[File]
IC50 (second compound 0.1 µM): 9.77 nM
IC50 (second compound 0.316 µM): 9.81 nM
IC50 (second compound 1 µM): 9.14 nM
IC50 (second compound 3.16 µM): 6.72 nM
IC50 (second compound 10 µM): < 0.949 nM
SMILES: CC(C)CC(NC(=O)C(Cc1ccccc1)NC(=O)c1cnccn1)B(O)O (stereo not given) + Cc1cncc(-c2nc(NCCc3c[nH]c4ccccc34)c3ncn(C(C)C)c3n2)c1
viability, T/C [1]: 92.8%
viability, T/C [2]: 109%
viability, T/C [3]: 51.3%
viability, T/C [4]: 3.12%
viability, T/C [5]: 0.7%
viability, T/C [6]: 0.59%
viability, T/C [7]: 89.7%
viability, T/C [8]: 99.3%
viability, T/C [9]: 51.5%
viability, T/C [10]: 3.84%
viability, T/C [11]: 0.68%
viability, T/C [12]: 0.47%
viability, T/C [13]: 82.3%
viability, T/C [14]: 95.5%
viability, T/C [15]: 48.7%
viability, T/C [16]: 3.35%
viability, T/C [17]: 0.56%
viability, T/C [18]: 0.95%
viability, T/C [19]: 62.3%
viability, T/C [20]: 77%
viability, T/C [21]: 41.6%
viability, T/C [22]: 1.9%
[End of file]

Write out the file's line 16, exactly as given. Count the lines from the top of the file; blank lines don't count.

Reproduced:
viability, T/C [10]: 3.84%